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GREENSBORO—The Randall Jarrell Poetry Competition is now open for submissions.

The Randall Jarrell Poetry Competition accepts one-poem submissions. The contest awards the winner $200 and publication in storySouth. The deadline is Sunday, March 1.

William Wright will serve as the final judge. The winner of the 2012 Porter Fleming Prize for Poetry, he is the author of four full-length poetry collections, including the forthcoming Tree Heresies (Mercer University Press). His chapbook Sleep Paralysis (Stepping Stones Press, 2012) won the South Carolina Initiative Prize. His work has appeared in various literary journals including Kenyon Review, Crab Orchard Review, and The Southern Poetry Review.

Wright is the founding editor of Town Creek Poetry and series editor of The Southern Poetry Anthology. He currently serves as a contributing editor for Shenandoah and has reviewed poetry and interviewed poets for Oxford American. In February, Wright will serve as a visiting writer at Eastern Washington University in Spokane, Washington, and the Writer-In-Residence at the University of Tennessee in the spring of 2016.

A sample of his poetry can be read, for free, in Issue 38: 2014 of storySouth.

Davidson poet Alan Michael Parker won the 2014 Randall Jarrell Poetry Competition for his poem, “Lights Out in a Chinese Restaurant.” Maureen Sherbondy of Raleigh was named First Runner Up; Melissa Hassard, of the Triad, and Kathryn Kirkpatrick of Vilas, were given honorable mentions.

This competition is administered by Terry L. Kennedy, Associate Director of the MFA in Creative Writing Program at the University of North Carolina at Greensboro.

storySouth is an online literary journal dedicated to showcasing the best poetry (and fiction and creative nonfiction) that writers from the "new south" have to offer. Facilitated by the Graduate Program in Creative Writing at UNCG, storySouth aims to prove that "the internet is not just a medium of flash and style; that excellent writing can attract attention without programming gimmicks and hard-to-read fonts." storySouth believes the American South today is a "mix of traditional and new, regional and international." Published poets include Cathy Smith Bowers, Al Maginnes, Dannye Romine Powell, and Elizabeth Swann.

 

This competition honors the work and legacy of the poet and critic Randall Jarrell, who taught at what is now the University of North Carolina at Greensboro for nearly eighteen years. He was a 1996 inductee of the North Carolina Literary Hall of Fame who left behind nine books of poetry, four books of literary criticism, four children’s books, five anthologies, a bestselling academic novel, a translation of Goethe’s Faust, Part I, and a translation of Chekhov’s The Three Sisters, produced on Broadway by The Actors’ Studio.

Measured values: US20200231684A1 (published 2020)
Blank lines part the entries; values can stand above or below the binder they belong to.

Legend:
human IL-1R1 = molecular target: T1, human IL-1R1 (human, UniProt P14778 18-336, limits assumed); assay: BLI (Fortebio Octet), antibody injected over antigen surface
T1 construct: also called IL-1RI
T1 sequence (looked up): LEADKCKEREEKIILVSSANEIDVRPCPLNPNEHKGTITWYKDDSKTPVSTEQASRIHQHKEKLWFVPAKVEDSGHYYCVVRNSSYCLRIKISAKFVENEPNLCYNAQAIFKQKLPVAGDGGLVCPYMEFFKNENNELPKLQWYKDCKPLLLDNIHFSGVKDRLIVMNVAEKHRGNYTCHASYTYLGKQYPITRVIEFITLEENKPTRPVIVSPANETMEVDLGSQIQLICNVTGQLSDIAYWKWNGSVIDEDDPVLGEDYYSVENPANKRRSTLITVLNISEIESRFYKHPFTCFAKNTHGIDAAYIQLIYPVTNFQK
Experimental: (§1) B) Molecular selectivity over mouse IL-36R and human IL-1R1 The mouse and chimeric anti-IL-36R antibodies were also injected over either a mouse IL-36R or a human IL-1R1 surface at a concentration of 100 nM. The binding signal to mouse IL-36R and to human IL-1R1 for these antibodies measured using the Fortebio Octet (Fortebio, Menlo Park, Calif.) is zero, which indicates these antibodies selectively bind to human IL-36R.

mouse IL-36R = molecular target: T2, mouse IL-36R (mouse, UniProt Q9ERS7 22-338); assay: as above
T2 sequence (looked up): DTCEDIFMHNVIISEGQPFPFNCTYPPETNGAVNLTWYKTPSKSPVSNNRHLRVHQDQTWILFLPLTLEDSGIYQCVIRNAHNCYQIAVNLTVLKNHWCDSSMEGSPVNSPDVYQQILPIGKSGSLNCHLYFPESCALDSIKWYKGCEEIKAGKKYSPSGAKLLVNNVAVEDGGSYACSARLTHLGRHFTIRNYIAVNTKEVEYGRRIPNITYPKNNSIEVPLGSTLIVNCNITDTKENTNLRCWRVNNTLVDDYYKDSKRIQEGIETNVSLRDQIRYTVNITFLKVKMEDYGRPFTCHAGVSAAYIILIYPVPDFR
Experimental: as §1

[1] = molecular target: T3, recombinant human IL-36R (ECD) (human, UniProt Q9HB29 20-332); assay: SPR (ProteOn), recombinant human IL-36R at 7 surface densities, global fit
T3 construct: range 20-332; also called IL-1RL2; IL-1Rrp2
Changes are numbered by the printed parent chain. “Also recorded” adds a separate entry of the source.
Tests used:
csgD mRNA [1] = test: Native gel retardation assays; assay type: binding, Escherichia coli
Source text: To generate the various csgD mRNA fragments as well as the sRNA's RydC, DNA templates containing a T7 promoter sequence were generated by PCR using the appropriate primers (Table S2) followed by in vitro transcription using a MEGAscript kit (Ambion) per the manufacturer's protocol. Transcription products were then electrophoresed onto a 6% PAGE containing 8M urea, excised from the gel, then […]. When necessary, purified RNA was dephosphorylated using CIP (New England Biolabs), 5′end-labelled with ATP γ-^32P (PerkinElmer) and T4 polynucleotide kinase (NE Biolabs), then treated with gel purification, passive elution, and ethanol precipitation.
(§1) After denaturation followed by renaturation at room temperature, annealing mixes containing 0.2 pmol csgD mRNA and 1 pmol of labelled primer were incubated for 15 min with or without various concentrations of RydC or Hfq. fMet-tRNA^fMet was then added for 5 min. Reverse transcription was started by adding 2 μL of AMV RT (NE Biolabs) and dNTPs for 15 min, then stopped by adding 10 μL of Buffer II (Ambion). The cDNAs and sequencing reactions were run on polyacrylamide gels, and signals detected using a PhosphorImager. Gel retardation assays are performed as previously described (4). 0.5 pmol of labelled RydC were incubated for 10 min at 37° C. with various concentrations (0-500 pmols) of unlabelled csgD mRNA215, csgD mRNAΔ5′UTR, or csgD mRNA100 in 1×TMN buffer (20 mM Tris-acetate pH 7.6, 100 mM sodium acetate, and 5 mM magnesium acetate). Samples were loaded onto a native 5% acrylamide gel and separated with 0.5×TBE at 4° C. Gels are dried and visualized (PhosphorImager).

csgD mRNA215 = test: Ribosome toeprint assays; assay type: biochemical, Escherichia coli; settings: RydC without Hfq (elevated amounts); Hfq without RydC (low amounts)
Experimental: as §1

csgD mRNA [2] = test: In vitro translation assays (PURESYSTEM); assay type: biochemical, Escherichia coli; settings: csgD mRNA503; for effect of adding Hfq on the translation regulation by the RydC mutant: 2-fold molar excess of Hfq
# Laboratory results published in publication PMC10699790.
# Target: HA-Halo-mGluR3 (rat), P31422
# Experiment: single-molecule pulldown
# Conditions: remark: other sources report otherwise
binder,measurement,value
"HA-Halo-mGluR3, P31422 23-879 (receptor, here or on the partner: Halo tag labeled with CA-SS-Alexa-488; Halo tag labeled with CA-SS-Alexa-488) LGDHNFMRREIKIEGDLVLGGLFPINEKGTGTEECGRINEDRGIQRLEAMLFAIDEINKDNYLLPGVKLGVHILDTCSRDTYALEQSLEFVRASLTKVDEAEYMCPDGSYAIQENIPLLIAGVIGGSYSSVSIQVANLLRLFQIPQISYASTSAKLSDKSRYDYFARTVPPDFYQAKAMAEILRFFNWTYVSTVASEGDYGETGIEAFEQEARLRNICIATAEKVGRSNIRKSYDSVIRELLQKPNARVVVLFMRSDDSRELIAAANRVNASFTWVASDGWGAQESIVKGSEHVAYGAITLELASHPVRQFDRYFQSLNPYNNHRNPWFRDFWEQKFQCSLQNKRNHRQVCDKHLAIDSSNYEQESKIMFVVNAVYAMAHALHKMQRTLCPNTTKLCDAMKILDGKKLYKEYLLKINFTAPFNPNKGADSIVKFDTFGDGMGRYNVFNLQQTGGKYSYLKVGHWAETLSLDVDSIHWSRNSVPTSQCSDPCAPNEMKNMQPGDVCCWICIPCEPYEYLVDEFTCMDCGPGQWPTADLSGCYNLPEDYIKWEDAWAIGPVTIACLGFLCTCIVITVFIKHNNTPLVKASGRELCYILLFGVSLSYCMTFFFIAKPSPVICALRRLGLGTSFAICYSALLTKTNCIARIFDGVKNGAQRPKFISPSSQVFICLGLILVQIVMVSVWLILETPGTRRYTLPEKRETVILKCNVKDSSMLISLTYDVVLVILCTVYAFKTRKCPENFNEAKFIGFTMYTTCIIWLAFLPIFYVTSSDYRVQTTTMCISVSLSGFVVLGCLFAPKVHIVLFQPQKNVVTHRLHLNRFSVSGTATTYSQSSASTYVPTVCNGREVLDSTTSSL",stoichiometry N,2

Here are the complete guidelines to the Randall Jarrell Poetry Competition:

  • The competition is open to any writer who is a legal resident of North Carolina or a member of the North Carolina Writers’ Network.
  • The postmark deadline is March 1.
  • Entries can be submitted one of two ways:
    1. Send one printed copy through the U.S. Postal Service (see guidelines and address below), along with a check for the appropriate fee, made payable to the North Carolina Writers' Network.
    2. Submit an electronic copy online at http://ncwriters.submittable.com, and pay by VISA or MasterCard.
  • Poem will not be returned. If submitting by mail, include a self-addressed stamped envelope for a list of winner and finalists. The winner and finalists will be announced in May.
  • An entry fee must accompany the poem. Multiple submissions are accepted, one poem per entry fee: $10 for NCWN members, $15 for nonmembers.
  • You may pay member entry fee if you join the NCWN with your submission. Checks should be made payable to the North Carolina Writers’ Network.
  • Submissions should be one poem only (40-line limit).
  • Poem must be typed (single-spaced) and stapled in the left-hand corner.
  • Author's name should not appear on manuscripts. Instead, include a separate cover sheet with name, address, phone number, e-mail address, word count, and manuscript title. (If submitting online, do not include a cover sheet with your document; Submittable will collect and record your name and contact information.)
  • If submitting by mail, send submissions to:

Terry L. Kennedy
MFA Writing Program
3302 MHRA Building
UNC Greensboro
Greensboro, NC 27402-6170

 

NORTH CAROLINA—The 2015 Doris Betts Fiction Prize is now open for submissions. The Doris Betts Fiction Prize awards the first-place winner $250 and publication in the North Carolina Literary Review. Finalists will also be considered for publication in the NCLR.

For over twenty years, East Carolina University and the North Carolina Literary & Historical Association have published the North Carolina Literary Review, a journal devoted to showcasing the Tar Heel State’s literary excellence. Described by one critic as “everything you ever wanted out of a literary publication but never dared to demand,” the NCLR has won numerous awards and citations.

The competition is for previously unpublished short stories up to 6,000 words. The Doris Betts Fiction Prize is open to any writer who is a legal resident of North Carolina or a member of the North Carolina Writers’ Network. North Carolina Literary Review subscribers with North Carolina connections (lives or has lived in NC) are also eligible.

The final judge is NCLR fiction editor Liza Wieland. She the author of seven books and three collections of short fiction. She has won two Pushcart Prizes, the Michigan Literary Fiction Prize, a Bridport Prize in the UK, and fellowships from The National Endowment for the Arts, The North Carolina Arts Council, and the Christopher Isherwood Foundation. She has recently been awarded a second fellowship from the North Carolina Arts Council.